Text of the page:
The Glacial Maximum, from 25,000 to 15,000 years ago, brought extremely cool and dry climate to every region, and made communication among regions even more difficult. Yet this era – along with the succeeding period of rapid warming beginning 15,000 years ago – was a time of extraordinary innovation in human society. In parallel developments throughout the hemisphere, humans made advances in constructing housing, in clothing, in ceramics, in domestication of animals, in fishing techniques, and in the intensive gathering of plants that eventually led to agriculture. In general, human communities made important moves toward reliance on production of their resources in addition to gathering. From 15,000 years ago a rapid warming brought expansion in the flora and fauna available for human exploitation. The warming continued, but not 11,000 years ago did the Sahara and the Arabian Desert become grassland dotted with streams and lakes. One more key punctuation of this transition was the Younger Dryas, a thousand-year era from roughly 12,000 to 11,000 years ago during which temperatures fell sharply. This cold snap, which surely brought deprivation in food supplies, is widely thought to have initiated the response of planting seeds, so that agriculture developed in several regions in succeeding millennia.

Turnabout: Linkage of Africa and Eurasia, 11,000 to 5,000 years ago

The opening of the Holocene era, with its rapid warming, made possible connections across a verdant Sahara and Arabia, so that terrestrial communication of Africa and Eurasia became easier than at any time in the previous 80,000 years. Agriculture and animal husbandry were developing at three major loci within this newly fertile borderland: in the Levant, in the eastern Sahara, and on the flanks of the Ethiopian highlands. In addition, there is very strong linguistic evidence of substantial migrations from sub-Saharan Africa into the borderland, and the early Holocene is most likely the time in which that migration took place. That is, the Semitic languages of the Levant and Arabia, the Ancient Egyptian language of the lower Nile, and the Berber languages of the Maghrib all have their ancestry in the Afroasiatic languages which arose in the middle Nile Valley. Migrants from the middle Nile may have reached the Mediterranean fringe at the start of the Holocene, spread and settled among peoples east and west, and established the dominance of their Afroasiatic languages.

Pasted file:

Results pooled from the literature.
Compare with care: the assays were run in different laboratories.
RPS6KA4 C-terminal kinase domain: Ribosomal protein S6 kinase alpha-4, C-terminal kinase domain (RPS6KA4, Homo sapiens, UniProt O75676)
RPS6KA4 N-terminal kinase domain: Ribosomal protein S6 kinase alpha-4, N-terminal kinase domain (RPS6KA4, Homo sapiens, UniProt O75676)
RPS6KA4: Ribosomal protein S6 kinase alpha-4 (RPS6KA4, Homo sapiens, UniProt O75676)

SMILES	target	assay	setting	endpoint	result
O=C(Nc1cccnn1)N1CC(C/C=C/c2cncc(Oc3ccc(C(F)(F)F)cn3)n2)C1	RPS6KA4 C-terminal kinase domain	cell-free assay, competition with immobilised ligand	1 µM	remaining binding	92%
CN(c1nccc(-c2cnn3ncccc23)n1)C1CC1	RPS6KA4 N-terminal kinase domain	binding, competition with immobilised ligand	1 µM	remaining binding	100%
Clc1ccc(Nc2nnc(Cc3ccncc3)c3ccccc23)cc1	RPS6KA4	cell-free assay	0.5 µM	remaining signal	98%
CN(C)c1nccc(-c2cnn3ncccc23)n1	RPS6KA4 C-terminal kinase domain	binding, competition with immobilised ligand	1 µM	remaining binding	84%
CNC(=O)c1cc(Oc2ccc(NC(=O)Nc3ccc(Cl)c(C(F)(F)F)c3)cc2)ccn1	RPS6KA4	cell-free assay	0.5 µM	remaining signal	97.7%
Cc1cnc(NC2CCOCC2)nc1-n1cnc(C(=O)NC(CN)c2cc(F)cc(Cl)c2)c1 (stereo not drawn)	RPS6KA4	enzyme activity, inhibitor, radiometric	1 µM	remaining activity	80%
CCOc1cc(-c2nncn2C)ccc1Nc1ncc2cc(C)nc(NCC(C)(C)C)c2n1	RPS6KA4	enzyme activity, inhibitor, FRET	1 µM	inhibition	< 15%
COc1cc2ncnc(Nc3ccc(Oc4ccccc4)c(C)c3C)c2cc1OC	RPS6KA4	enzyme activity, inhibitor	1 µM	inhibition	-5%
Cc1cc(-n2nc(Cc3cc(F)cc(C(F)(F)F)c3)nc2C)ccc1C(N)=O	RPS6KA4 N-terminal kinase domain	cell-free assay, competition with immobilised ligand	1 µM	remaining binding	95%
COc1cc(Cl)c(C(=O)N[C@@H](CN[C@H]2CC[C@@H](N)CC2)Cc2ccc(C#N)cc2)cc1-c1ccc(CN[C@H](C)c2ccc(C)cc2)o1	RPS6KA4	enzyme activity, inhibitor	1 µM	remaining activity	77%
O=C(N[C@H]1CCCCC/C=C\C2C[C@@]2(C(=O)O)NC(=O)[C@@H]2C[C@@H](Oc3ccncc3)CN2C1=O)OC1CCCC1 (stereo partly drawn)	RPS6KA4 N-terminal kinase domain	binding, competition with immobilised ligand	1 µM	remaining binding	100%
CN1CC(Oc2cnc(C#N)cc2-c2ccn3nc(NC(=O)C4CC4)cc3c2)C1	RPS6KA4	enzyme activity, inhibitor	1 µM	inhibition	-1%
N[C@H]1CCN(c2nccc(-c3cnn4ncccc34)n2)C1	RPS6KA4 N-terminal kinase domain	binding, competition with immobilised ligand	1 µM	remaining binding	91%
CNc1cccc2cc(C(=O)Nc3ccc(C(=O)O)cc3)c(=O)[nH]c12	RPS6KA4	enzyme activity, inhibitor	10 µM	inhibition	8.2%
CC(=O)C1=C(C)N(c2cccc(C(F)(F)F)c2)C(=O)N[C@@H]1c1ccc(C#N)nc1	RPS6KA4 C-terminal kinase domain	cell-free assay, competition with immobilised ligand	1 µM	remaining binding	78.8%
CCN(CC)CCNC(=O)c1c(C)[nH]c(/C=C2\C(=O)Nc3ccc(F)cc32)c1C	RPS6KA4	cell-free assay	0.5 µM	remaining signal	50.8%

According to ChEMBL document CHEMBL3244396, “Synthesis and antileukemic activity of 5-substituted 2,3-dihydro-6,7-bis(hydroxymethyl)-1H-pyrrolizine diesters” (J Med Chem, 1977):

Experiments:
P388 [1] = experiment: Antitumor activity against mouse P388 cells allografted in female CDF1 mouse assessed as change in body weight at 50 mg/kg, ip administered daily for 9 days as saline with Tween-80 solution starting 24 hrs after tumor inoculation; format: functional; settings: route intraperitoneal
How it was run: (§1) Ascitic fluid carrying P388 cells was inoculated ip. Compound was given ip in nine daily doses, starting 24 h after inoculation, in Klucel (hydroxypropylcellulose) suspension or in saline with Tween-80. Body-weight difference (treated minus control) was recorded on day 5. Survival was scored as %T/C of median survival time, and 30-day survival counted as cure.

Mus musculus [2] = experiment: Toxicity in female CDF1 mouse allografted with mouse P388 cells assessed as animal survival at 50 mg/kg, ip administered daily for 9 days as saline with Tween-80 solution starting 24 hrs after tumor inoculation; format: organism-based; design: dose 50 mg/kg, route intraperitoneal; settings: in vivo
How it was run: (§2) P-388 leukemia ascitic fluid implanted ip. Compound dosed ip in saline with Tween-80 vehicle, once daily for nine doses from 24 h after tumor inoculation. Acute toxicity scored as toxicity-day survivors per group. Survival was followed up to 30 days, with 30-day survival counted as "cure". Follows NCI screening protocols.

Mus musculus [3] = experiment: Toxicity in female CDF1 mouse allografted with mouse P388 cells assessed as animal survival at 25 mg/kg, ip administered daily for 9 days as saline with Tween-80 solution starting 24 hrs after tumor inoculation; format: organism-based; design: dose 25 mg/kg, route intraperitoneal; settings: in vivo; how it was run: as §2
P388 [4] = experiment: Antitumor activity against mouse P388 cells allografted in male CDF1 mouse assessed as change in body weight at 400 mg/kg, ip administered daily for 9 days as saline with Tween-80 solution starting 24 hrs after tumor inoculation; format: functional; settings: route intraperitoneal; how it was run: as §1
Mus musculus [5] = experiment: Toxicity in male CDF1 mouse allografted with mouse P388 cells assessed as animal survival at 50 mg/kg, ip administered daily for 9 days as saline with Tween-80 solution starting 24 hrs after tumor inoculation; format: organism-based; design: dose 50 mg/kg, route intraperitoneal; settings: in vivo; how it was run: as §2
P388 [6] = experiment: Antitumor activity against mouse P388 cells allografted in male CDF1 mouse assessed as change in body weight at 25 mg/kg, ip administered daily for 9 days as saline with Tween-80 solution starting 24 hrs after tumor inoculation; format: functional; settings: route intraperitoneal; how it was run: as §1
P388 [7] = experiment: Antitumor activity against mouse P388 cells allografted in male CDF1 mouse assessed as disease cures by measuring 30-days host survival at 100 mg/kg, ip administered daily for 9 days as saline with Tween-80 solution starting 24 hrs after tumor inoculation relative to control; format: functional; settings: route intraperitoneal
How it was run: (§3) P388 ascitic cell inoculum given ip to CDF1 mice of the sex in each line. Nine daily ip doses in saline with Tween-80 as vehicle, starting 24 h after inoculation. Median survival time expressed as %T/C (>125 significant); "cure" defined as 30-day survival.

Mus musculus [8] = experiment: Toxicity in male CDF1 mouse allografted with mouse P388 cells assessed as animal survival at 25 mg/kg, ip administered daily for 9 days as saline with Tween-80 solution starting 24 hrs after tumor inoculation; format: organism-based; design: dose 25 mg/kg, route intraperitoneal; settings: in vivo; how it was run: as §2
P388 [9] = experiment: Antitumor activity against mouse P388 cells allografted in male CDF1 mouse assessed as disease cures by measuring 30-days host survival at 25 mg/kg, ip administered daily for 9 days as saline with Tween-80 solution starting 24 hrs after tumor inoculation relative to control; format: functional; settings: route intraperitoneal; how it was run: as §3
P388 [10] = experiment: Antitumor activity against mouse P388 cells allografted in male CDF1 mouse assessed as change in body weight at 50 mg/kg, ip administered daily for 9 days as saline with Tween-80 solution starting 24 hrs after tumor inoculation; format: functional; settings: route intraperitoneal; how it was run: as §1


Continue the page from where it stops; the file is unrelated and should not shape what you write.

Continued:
The wheat of the Levant and Egypt, the sorghum of the Sahara and the savanna, and the millet and teff of Ethiopia were each major developments of the early Holocene era. Climate change later in the Holocene gave great encouragement to the further expansion of wheat, yet sorghum not only expanded in the African savanna but also reached North China and thrived in that region. Cattle, sheep, goats, and donkeys were domesticated at various parts of the Afro-Eurasian borderland during the Holocene, and were shared throughout. Developments in use of fire brought creation of ceramics in the Sahara and later throughout the region.

Eurasian Shifts in a Divided Hemisphere, 5000 to 2000 years ago

From just over 5000 years ago, global climate became somewhat cooler and, more importantly, entered a period of remarkable stability which continued up to the present. With the cooling, the Sahara and Arabia again became desert, thus reducing the ease of contact between Africa and Eurasia. At this moment arose a unique innovation that turned the history of Eurasia in a new direction: the domestication of horses. Central Asian communities had developed warfare with horse-drawn chariots by 2500 BCE (4500 years ago), and after 2000 BCE chariot-led armies conquered territories from Egypt in the southwest to the Yellow River valley in the east. Horses encouraged military centralization, enslavement, and overall social hierarchy in region after region of Eurasia. Horses also crossed from northern Africa into sub-Saharan Africa, but sleeping sickness borne by tsetse fly greatly limited the social and military influence of horses in tropical Africa. Cowries spread throughout Eurasia and into the Mediterranean from the Indian Ocean, serving as currency along with silver (Yang 2011).